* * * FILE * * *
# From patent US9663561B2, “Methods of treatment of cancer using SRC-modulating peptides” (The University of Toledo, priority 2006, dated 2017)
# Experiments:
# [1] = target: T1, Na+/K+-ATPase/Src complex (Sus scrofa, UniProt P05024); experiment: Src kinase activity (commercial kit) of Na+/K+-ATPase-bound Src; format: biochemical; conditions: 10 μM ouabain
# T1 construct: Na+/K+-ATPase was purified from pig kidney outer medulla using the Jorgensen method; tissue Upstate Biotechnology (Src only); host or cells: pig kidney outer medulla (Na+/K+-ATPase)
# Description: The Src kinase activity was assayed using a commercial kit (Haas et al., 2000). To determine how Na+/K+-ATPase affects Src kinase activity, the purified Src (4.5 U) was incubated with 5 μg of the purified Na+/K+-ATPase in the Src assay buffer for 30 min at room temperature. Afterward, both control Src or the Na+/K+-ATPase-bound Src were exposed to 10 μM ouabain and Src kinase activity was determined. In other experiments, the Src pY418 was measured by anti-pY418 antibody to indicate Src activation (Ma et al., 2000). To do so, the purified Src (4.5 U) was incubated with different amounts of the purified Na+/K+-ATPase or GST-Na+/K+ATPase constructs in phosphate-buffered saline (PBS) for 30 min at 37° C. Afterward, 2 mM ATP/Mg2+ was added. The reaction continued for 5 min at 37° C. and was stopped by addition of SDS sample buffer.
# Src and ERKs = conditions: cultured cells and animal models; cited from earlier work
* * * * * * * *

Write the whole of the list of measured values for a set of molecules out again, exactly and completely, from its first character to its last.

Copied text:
# From patent US9663561B2, “Methods of treatment of cancer using SRC-modulating peptides” (The University of Toledo, priority 2006, dated 2017)
# Experiments:
# [1] = target: T1, Na+/K+-ATPase/Src complex (Sus scrofa, UniProt P05024); experiment: Src kinase activity (commercial kit) of Na+/K+-ATPase-bound Src; format: biochemical; conditions: 10 μM ouabain
# T1 construct: Na+/K+-ATPase was purified from pig kidney outer medulla using the Jorgensen method; tissue Upstate Biotechnology (Src only); host or cells: pig kidney outer medulla (Na+/K+-ATPase)
# Description: The Src kinase activity was assayed using a commercial kit (Haas et al., 2000). To determine how Na+/K+-ATPase affects Src kinase activity, the purified Src (4.5 U) was incubated with 5 μg of the purified Na+/K+-ATPase in the Src assay buffer for 30 min at room temperature. Afterward, both control Src or the Na+/K+-ATPase-bound Src were exposed to 10 μM ouabain and Src kinase activity was determined. In other experiments, the Src pY418 was measured by anti-pY418 antibody to indicate Src activation (Ma et al., 2000). To do so, the purified Src (4.5 U) was incubated with different amounts of the purified Na+/K+-ATPase or GST-Na+/K+ATPase constructs in phosphate-buffered saline (PBS) for 30 min at 37° C. Afterward, 2 mM ATP/Mg2+ was added. The reaction continued for 5 min at 37° C. and was stopped by addition of SDS sample buffer.
# Src and ERKs = conditions: cultured cells and animal models; cited from earlier work